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World Health Organization Director-General Tedros Adhanom Ghebreyesus. Photo: FABRICE COFFRINI/POOL/AFP via Getty Images

World Health Organization officials warned Friday that although it's rare, recent data suggests some people may become reinfected with the coronavirus as their antibody response diminishes, CNBC reports.

Driving the news: Dr. Mike Ryan, executive director of the WHO’s health emergencies program, said data has emerged that suggests "protection may not be lifelong" for people who have had the coronavirus, and "therefore we may see reinfections begin to occur."

  • According to the CDC, reinfections are expected "based on what we know from similar viruses."
  • Yes, but: The CDC says such cases are still rare.
  • In a recent study from Oxford University, researchers found that people who have had coronavirus are “highly unlikely” to contract the virus again for at least six months following their first infection.

What they're saying: Maria Van Kerkhove, head of the WHO’s emerging diseases and zoonosis unit, said that researchers are still trying to understand how long an antibody response lasts after someone is infected with the coronavirus.

  • "What we understand is 90[%] to 100% of people who are infected with the coronavirus do develop an antibody response," Van Kerkhove said.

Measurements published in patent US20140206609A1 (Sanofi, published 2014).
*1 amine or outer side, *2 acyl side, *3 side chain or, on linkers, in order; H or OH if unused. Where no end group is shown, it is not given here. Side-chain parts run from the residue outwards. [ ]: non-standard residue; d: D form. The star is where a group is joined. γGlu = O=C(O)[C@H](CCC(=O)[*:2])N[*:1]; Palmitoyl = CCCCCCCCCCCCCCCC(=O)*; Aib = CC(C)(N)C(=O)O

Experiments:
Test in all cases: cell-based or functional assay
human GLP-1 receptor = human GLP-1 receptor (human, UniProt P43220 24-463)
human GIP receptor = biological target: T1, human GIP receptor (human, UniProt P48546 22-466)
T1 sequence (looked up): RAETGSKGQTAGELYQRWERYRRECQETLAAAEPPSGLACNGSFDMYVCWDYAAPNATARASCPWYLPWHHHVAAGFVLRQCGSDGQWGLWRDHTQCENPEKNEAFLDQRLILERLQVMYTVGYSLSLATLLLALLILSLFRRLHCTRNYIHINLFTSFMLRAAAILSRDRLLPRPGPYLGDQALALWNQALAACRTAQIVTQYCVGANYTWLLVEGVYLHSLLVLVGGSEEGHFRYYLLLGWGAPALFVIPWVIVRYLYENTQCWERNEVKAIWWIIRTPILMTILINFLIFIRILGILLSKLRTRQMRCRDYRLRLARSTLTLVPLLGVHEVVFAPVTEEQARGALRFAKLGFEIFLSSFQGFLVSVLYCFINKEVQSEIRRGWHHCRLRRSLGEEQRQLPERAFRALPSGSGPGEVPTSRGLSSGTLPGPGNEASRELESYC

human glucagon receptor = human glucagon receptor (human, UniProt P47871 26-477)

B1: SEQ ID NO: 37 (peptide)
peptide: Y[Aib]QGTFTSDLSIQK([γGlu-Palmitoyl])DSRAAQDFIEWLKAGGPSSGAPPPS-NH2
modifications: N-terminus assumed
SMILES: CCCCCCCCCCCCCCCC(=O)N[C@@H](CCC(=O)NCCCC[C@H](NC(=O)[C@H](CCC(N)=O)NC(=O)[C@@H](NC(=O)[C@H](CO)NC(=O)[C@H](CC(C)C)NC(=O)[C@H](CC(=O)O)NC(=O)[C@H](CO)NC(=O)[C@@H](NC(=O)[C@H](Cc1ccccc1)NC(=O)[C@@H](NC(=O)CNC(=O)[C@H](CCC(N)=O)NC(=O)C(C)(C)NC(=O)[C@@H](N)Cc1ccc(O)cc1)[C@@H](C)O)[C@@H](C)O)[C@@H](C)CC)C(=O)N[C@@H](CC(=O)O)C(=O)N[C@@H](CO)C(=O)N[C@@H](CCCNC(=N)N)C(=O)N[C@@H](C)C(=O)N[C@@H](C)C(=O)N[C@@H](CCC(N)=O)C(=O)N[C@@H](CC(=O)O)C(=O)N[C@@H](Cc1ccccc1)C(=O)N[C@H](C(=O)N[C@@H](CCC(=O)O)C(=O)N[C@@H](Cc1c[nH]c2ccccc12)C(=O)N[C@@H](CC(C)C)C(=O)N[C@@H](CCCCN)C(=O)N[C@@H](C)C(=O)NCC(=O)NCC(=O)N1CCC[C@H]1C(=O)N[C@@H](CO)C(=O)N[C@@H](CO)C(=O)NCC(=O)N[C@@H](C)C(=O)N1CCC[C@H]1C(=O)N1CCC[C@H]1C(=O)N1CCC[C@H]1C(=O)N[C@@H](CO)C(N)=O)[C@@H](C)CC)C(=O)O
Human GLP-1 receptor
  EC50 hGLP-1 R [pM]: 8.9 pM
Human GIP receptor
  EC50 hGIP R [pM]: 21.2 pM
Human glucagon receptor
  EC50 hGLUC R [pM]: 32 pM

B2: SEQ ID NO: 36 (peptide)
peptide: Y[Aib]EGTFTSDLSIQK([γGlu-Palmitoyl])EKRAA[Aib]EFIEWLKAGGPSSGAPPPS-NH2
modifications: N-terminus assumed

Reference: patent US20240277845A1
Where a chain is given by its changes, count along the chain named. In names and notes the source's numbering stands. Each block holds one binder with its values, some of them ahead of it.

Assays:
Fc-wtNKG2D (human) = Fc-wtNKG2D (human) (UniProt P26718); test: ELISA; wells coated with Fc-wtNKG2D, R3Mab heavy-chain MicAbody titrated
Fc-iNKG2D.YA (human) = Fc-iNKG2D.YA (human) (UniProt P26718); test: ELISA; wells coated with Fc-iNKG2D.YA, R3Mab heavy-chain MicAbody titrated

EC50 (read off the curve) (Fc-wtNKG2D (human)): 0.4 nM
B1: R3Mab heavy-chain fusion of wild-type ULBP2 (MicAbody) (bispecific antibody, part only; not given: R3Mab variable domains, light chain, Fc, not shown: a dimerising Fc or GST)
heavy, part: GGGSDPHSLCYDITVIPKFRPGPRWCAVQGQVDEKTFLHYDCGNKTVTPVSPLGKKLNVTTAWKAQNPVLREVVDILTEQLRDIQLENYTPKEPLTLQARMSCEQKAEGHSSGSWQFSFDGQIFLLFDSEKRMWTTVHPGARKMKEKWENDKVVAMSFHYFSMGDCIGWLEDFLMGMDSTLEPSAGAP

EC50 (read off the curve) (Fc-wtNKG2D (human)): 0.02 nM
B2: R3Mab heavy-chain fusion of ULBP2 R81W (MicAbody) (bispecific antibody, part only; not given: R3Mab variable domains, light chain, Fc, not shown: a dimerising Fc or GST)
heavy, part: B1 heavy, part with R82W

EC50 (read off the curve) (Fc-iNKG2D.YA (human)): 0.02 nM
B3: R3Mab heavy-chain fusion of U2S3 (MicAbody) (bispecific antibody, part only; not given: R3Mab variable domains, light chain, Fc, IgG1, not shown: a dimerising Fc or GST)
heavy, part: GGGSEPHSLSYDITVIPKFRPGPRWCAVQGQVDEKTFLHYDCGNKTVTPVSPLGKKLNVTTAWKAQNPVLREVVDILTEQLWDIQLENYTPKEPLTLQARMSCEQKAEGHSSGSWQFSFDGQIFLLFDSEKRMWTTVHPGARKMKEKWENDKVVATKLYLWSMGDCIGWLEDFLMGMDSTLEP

Go deeper: Scientists confirm first documented COVID-19 reinfection in the U.S.

Go deeper

Jan 19, 2021 - Health

WHO warns of "catastrophic moral failure" over coronavirus vaccine access

World Health Organization Director-General Tedros Adhanom Ghebreyesus. Photo: Fabrice Coffrini/POOL/AFP via Getty Images

World Health Organization chief Tedros Adhanom Ghebreyesus warned Monday the world is "on the brink of a catastrophic moral failure" because of unequal COVID-19 vaccine distribution.

Why it matters: Tedros noted during an executive session that 39 million vaccine doses had been administered in 49 higher-income countries, while one lowest-income nation had "just 25 doses."

Biden will reverse Trump's attempt to lift COVID-related travel restrictions

Photo: Tasos Katopodis via Getty

The incoming Biden administration will reverse President Trump's last-minute order to lift COVID-19 related travel restrictions, Jen Psaki, the incoming White House press secretary, tweeted.

Why it matters: President Trump ordered entry bans lifted for travelers from the U.K., Ireland, Brazil and much of Europe to go into effect Jan. 26, but the Biden administration will "strengthen public health measures around international travel in order to further mitigate the spread of COVID-19," Jen Psaki said. Biden will be inaugurated on Wednesday, Jan. 20 and Trump will no longer be president by the time the order is set to go into effect.

Florida police arrest data scientist who challenged state on COVID-19 dashboard

Florida's COVID-19 Data and Surveillance Dashboard displayed on a computer screen. Photo: Paul Hennessy/SOPA Images/LightRocket via Getty Images

Rebekah Jones, a former Florida health department data scientist who says she was wrongly fired last year, has been charged with one count of offenses against users of computers, computer systems, computer networks and electronic devices, the Wall Street Journal reported Monday.

Driving the news: Jones turned herself in Sunday night after a warrant was issued for her arrest. Authorities raided her home last month, causing outcry online after she tweeted a video of the incident.